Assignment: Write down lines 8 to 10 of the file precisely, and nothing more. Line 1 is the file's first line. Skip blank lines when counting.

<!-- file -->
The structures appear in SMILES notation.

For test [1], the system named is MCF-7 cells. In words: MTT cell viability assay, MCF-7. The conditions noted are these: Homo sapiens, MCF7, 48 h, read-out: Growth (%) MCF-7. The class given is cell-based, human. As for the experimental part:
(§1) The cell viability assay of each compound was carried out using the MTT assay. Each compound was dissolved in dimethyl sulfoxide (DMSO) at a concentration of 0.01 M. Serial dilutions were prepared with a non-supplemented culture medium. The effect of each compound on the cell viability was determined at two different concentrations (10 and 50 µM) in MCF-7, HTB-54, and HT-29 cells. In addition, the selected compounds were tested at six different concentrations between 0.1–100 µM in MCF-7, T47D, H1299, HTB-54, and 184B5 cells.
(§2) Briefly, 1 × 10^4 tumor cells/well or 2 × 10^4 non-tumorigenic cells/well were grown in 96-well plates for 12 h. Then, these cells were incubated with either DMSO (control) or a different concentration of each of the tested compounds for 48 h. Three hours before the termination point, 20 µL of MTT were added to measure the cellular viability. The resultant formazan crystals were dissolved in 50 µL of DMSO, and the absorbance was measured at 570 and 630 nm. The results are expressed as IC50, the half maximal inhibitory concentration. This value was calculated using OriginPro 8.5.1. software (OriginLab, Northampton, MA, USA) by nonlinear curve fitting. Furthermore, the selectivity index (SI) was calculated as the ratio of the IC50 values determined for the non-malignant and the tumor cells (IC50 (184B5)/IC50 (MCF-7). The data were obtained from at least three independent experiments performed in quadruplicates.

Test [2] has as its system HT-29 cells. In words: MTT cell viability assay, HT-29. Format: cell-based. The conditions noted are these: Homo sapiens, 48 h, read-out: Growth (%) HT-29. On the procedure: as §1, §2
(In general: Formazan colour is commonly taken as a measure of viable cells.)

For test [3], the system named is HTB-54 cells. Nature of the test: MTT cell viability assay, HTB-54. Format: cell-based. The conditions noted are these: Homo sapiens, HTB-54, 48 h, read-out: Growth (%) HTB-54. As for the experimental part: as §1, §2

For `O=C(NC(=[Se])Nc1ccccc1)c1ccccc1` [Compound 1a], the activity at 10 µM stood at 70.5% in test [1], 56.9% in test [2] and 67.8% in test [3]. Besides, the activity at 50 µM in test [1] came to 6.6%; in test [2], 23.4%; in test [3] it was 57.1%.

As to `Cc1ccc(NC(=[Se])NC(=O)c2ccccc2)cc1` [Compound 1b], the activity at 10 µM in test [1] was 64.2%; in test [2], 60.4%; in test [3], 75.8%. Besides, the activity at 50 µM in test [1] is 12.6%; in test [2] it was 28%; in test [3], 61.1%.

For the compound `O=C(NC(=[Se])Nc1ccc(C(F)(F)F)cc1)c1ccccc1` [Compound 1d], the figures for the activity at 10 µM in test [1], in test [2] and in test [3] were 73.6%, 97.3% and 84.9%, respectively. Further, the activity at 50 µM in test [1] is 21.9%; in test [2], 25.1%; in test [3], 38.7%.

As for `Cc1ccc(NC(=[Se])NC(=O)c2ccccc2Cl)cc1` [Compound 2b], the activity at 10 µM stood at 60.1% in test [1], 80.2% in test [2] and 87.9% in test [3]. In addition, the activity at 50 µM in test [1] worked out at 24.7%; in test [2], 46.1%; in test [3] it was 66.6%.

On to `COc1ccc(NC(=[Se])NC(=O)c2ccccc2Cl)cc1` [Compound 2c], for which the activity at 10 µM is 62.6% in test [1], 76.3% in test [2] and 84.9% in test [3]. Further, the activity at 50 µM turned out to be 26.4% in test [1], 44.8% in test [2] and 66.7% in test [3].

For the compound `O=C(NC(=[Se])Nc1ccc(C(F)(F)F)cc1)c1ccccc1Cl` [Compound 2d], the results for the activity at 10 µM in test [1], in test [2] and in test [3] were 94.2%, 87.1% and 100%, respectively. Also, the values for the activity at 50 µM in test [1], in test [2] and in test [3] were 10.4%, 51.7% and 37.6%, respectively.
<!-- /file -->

For `O=C(NC(=[Se])Nc1ccccc1)c1ccccc1` [Compound 1a], the activity at 10 µM stood at 70.5% in test [1], 56.9% in test [2] and 67.8% in test [3]. Besides, the activity at 50 µM in test [1] came to 6.6%; in test [2], 23.4%; in test [3] it was 57.1%.

As to `Cc1ccc(NC(=[Se])NC(=O)c2ccccc2)cc1` [Compound 1b], the activity at 10 µM in test [1] was 64.2%; in test [2], 60.4%; in test [3], 75.8%. Besides, the activity at 50 µM in test [1] is 12.6%; in test [2] it was 28%; in test [3], 61.1%.

For the compound `O=C(NC(=[Se])Nc1ccc(C(F)(F)F)cc1)c1ccccc1` [Compound 1d], the figures for the activity at 10 µM in test [1], in test [2] and in test [3] were 73.6%, 97.3% and 84.9%, respectively. Further, the activity at 50 µM in test [1] is 21.9%; in test [2], 25.1%; in test [3], 38.7%.